Airbus announces 2018 results
Over the last few days there’s been many rumors about various Airbus results for 2018, with some saying negative or positive things about them, however now these can be put down or confirmed now that Airbus has released their results.
The company successfully met their 2018 delivery goal of 800 aircraft, setting a new company record and keeping them on path for future growth and delivery guidance. Compared to 2017s 718 deliveries, 2018 is an 11% increase, which is a significant amount. This continues Airbus’ 16 year trend of increasing deliveries per year.
Below are the results for the company in a table:
|Aircraft||Deliveries 2018||Deliveries 2017|
|A220||20 (since July 2018)||—|
|A320||626 (386 A320neo Family)||558 (181 A320neos)|
|A330||49 (3 A330-900s)||67|
Airbus saw a reduction in orders in 2018, with net orders totaling 747 compared to 1109 in 2017. A new industry record is stated to be set by Airbus, with 7577 aircraft in their backlog, of which, 480 are the recently introduced A220s. This is compared to the 7265 achieved in 2017.
Guillaume Faury, President of Airbus Commercial Aircraft, reflected on 2018 in the this strong statement:
“Despite significant operational challenges, Airbus continued its production ramp-up and delivered a record number of aircraft in 2018. I salute our teams around the globe who worked until the end of the year to meet our requirements. I am equally pleased about the healthy order intake as it shows the underlying strength of the commercial aircraft market and the trust of our customers are placing in is. My gratitude goes out to all of them for their ongoing support. As we look to further increase our industrial efficiency, we will continue making the digitalisation of our business a key priority.”
The operational challenges mentioned are similar to what Boeing faced in 2018, with supplier issues causing chaos among production lines, specifically for fuselages and engines. Pratt and Whitney GTF woes eased up, however still had Airbus tied down in terms of A320neo capacity.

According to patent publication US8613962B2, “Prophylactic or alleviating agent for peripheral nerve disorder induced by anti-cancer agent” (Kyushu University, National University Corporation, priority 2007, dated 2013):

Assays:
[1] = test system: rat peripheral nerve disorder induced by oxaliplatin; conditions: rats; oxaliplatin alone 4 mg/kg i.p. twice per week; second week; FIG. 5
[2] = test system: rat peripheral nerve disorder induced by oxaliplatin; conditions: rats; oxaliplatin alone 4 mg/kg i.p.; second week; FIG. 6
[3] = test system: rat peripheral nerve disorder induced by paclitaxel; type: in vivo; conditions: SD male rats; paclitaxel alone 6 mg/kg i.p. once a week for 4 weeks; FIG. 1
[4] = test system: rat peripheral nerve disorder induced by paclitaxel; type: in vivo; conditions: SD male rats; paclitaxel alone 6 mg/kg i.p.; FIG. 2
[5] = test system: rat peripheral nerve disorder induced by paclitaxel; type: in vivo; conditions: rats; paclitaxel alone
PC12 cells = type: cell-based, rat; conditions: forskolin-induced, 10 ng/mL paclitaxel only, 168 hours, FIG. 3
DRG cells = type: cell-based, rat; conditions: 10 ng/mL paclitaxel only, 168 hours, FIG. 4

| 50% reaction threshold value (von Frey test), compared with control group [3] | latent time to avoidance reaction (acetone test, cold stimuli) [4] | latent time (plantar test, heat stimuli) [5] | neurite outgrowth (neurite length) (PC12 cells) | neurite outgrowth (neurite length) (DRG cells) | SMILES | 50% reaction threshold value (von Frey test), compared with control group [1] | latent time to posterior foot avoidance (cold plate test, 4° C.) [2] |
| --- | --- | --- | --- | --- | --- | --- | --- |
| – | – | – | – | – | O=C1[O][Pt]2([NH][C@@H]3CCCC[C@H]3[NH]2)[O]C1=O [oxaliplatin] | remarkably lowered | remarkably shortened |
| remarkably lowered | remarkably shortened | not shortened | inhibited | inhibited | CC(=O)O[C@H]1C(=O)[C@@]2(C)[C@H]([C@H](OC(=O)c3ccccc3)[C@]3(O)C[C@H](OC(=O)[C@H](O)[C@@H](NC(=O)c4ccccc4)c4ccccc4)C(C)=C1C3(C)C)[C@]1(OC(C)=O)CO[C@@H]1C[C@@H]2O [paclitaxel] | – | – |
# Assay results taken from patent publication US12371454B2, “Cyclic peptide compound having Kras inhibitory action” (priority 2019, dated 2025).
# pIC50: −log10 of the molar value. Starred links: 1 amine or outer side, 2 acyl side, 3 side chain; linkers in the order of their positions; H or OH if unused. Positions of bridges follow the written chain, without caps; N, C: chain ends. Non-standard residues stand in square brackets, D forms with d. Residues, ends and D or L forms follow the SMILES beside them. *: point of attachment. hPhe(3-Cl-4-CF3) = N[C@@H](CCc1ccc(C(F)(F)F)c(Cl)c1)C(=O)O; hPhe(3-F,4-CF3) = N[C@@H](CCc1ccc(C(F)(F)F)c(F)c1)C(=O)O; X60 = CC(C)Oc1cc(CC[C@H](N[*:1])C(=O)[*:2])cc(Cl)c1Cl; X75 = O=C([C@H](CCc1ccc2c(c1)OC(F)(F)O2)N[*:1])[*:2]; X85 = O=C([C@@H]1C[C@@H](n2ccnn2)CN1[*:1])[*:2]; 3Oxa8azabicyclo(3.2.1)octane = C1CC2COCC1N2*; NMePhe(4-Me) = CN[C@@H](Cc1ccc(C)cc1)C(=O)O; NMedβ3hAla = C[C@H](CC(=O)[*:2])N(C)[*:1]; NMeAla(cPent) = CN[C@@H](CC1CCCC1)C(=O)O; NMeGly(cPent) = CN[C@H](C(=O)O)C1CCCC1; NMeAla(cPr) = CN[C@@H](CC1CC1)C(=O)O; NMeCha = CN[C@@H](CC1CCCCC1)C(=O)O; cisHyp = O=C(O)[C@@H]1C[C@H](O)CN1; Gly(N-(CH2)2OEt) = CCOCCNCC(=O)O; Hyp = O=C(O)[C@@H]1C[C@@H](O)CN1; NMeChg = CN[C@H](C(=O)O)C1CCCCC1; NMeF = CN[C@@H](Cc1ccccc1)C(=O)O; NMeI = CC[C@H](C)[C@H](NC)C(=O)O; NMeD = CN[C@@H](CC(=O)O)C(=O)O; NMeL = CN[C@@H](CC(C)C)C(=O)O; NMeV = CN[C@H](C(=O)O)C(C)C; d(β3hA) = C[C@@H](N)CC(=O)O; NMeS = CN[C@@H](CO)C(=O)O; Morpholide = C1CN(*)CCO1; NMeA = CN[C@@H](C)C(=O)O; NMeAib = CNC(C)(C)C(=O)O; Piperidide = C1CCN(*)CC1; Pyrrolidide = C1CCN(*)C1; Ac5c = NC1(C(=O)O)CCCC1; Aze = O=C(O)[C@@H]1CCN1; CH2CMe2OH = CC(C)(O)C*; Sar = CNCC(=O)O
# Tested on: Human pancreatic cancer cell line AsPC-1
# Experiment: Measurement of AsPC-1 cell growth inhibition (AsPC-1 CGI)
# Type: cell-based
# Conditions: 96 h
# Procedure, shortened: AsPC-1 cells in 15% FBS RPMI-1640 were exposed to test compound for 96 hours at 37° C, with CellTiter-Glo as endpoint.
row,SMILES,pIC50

Rolls-Royce Trent XWB engines for the A350 have been performing excellently, however very minor delays were present due to Rolls-Royce focusing their lines on Trent 1000 repairs, which has ultimately led to the Trent 7000 engine on the A330neo to be delayed.
Additionally, the ongoing management changes and the rapid departure of John Leahy’s replacement, Eric Schulz, meant Airbus had to constantly whip up emergency/quick replacements of crucial members.
Airbus’ presence in Hamburg, Toulouse, Tianjin, Mobile and Mirabel is what allowed for this years delivery target to be achieved and increased over the years. Production of the A320 family is on track to achieve a rate of 60 per month by mid-2019 thanks to ongoing assembly line modernization and expansion.
With the Beluga XL now on its way, Airbus’ next step is to prepare for greater production to clear their backlog, allowing for more orders to flow in. The A350, which has now achieved the company goal of 10 per month, will benefit this as the Beluga XL will have the capability to carry two wings rather than the one on the A300-based Belugas.
Just like Boeing, Airbus has had a great year, and with 2019 slowing down for new aircraft developments, the next big focus for the company is refining their industrial and management processes.
For a full breakdown, see the infographic below: